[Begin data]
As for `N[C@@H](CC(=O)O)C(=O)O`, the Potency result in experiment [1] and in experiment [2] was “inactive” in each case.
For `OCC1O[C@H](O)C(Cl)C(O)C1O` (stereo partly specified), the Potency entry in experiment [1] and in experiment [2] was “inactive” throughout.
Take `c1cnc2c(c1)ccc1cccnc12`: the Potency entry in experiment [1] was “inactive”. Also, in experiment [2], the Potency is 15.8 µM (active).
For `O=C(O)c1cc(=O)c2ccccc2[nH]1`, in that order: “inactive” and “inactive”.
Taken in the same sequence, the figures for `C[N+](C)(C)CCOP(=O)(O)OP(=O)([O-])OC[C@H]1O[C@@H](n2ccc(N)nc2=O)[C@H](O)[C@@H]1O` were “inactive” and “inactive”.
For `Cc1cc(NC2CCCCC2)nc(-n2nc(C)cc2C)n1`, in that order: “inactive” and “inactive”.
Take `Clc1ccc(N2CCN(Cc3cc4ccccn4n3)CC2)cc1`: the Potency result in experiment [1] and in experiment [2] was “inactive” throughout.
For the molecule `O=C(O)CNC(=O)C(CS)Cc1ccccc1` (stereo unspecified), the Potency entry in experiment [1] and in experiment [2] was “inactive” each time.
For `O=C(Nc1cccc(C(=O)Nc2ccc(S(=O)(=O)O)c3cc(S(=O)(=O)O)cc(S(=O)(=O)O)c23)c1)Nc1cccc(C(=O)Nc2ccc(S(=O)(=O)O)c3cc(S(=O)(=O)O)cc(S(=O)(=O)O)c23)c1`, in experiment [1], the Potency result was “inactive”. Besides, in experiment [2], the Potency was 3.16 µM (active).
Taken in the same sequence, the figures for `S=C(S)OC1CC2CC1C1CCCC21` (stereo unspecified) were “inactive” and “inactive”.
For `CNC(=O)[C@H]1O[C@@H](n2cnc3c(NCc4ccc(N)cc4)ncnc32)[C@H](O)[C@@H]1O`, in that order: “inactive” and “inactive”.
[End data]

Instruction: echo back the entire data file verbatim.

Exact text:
As for `N[C@@H](CC(=O)O)C(=O)O`, the Potency result in experiment [1] and in experiment [2] was “inactive” in each case.
For `OCC1O[C@H](O)C(Cl)C(O)C1O` (stereo partly specified), the Potency entry in experiment [1] and in experiment [2] was “inactive” throughout.
Take `c1cnc2c(c1)ccc1cccnc12`: the Potency entry in experiment [1] was “inactive”. Also, in experiment [2], the Potency is 15.8 µM (active).
For `O=C(O)c1cc(=O)c2ccccc2[nH]1`, in that order: “inactive” and “inactive”.
Taken in the same sequence, the figures for `C[N+](C)(C)CCOP(=O)(O)OP(=O)([O-])OC[C@H]1O[C@@H](n2ccc(N)nc2=O)[C@H](O)[C@@H]1O` were “inactive” and “inactive”.
For `Cc1cc(NC2CCCCC2)nc(-n2nc(C)cc2C)n1`, in that order: “inactive” and “inactive”.
Take `Clc1ccc(N2CCN(Cc3cc4ccccn4n3)CC2)cc1`: the Potency result in experiment [1] and in experiment [2] was “inactive” throughout.
For the molecule `O=C(O)CNC(=O)C(CS)Cc1ccccc1` (stereo unspecified), the Potency entry in experiment [1] and in experiment [2] was “inactive” each time.
For `O=C(Nc1cccc(C(=O)Nc2ccc(S(=O)(=O)O)c3cc(S(=O)(=O)O)cc(S(=O)(=O)O)c23)c1)Nc1cccc(C(=O)Nc2ccc(S(=O)(=O)O)c3cc(S(=O)(=O)O)cc(S(=O)(=O)O)c23)c1`, in experiment [1], the Potency result was “inactive”. Besides, in experiment [2], the Potency was 3.16 µM (active).
Taken in the same sequence, the figures for `S=C(S)OC1CC2CC1C1CCCC21` (stereo unspecified) were “inactive” and “inactive”.
For `CNC(=O)[C@H]1O[C@@H](n2cnc3c(NCc4ccc(N)cc4)ncnc32)[C@H](O)[C@@H]1O`, in that order: “inactive” and “inactive”.